Risk factors can increase the chance of getting cancer. There are different kinds of risk factors. Some risk factors for cancer, like age and family history, cannot be prevented.
Currently, the only known risk factors for acute myeloid leukemia (AML) are:
- Prior chemotherapy and/or radiation therapy
- Repeated exposure to benzene
- Certain genetic disorders
- A history of other blood cancers
If you are concerned about your risk for developing leukemia, speak with your physician.
Identifying prognostic factors
Since there are few known risk factors for leukemia, oncologists focus on prognostic factors, or the risk for relapse.
Relapse happens when, after a period of improvement or no evidence of disease, the leukemia returns. Traditionally, when someone was diagnosed with AML they were treated with chemotherapy drugs identified as standard treatment for that type of leukemia, or a bone marrow transplant.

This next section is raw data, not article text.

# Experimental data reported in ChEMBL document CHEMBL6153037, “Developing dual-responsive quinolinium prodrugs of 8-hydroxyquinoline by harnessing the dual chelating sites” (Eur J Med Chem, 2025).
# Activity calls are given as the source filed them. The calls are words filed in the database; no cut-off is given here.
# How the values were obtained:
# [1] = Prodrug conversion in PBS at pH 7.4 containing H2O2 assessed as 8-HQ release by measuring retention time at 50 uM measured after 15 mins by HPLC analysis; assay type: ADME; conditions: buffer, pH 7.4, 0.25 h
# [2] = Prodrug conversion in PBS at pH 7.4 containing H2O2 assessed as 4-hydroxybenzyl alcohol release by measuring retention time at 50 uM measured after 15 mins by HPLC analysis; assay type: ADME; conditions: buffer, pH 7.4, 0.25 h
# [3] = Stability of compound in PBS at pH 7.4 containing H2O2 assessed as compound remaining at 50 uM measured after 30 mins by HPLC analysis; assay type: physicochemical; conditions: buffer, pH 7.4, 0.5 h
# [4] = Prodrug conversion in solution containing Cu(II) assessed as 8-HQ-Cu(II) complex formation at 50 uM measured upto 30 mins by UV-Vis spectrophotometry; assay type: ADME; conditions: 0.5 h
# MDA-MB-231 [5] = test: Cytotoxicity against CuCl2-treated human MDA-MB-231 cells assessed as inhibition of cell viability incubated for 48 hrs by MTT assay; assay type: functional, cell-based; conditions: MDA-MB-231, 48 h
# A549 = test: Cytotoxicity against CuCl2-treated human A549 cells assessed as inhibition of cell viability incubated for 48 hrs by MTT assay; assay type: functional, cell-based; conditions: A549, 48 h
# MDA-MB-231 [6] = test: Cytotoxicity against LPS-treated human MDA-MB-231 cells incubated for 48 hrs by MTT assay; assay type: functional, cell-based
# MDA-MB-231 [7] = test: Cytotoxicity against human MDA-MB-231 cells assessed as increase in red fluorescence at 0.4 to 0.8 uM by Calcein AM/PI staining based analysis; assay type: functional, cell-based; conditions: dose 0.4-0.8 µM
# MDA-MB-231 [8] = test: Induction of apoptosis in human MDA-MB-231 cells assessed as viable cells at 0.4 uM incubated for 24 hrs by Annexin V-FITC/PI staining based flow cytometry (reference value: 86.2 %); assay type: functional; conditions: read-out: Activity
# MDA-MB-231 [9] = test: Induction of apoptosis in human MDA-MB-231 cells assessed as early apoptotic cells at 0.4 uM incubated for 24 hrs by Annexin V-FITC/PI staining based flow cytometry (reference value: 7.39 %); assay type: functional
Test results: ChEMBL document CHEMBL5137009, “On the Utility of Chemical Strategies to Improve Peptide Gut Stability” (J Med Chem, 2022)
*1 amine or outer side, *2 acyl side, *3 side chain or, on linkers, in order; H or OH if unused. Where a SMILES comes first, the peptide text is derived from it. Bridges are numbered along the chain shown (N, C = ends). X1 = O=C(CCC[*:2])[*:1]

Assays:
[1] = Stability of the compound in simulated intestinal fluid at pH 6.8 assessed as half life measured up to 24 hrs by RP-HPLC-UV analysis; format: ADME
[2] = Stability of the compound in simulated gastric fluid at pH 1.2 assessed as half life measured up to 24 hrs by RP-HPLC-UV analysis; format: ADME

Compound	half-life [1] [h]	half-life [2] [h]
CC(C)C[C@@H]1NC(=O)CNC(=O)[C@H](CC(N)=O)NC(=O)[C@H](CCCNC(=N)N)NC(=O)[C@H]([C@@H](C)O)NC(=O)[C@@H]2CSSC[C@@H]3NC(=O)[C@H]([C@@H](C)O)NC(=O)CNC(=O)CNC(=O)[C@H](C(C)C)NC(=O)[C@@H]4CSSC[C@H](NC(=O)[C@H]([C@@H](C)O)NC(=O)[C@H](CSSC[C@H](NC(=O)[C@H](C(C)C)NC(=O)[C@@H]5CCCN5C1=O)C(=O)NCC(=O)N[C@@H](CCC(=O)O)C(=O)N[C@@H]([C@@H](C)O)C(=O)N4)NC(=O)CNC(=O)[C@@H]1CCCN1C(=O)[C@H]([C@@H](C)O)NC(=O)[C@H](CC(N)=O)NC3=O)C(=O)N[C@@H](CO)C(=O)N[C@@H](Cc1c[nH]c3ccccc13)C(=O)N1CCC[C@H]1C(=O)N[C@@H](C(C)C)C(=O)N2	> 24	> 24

Today, with advances in research, diagnostic tools, and gene sequencing, cancer researchers and clinicians are getting a better picture of leukemia and its genetic markers and chromosomal abnormalities. With this knowledge, oncologists can determine what type of treatment a person with leukemia will best respond to, and have better chances of avoiding relapse.
Prognostic factors for AML
Currently, prognostic factors for AML can be divided into the following based on tests of the chromosomes and genes in the leukemia cells.
- Favored risk: Patients are likely to go into remission with chemotherapy.
- Intermediate risk: Patients have neither favorable or unfavorable risk.
- Unfavored risk: Difficult for patients to get into and remain in remission.
Identifying Prognosis at Penn Medicine’s Center for Personalized Diagnostics
At Penn Medicine’s Center for Personalized Diagnostics cancer researchers, oncologists and geneticists are using genome sequencing to learn more about your specific cancer type, and tailor treatment to you.
Personalized diagnostics can reveal a genetic blueprint of the cancer as unique and detailed as your fingerprint. With this information, hematologists-oncologists that treat leukemia at Penn have a better picture of the genetic makeup of your leukemia.